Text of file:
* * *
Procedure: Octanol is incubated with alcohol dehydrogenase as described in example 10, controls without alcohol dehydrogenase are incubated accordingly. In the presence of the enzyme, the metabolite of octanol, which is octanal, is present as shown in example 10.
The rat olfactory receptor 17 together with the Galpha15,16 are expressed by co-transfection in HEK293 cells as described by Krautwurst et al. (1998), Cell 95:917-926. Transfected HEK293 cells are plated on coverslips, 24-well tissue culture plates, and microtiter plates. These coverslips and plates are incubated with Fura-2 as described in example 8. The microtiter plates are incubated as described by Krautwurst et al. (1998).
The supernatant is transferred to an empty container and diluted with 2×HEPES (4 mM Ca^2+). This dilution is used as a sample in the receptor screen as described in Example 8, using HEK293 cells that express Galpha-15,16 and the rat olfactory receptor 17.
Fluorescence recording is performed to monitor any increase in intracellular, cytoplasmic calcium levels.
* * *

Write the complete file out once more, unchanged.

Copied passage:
Procedure: Octanol is incubated with alcohol dehydrogenase as described in example 10, controls without alcohol dehydrogenase are incubated accordingly. In the presence of the enzyme, the metabolite of octanol, which is octanal, is present as shown in example 10.
The rat olfactory receptor 17 together with the Galpha15,16 are expressed by co-transfection in HEK293 cells as described by Krautwurst et al. (1998), Cell 95:917-926. Transfected HEK293 cells are plated on coverslips, 24-well tissue culture plates, and microtiter plates. These coverslips and plates are incubated with Fura-2 as described in example 8. The microtiter plates are incubated as described by Krautwurst et al. (1998).
The supernatant is transferred to an empty container and diluted with 2×HEPES (4 mM Ca^2+). This dilution is used as a sample in the receptor screen as described in Example 8, using HEK293 cells that express Galpha-15,16 and the rat olfactory receptor 17.
Fluorescence recording is performed to monitor any increase in intracellular, cytoplasmic calcium levels.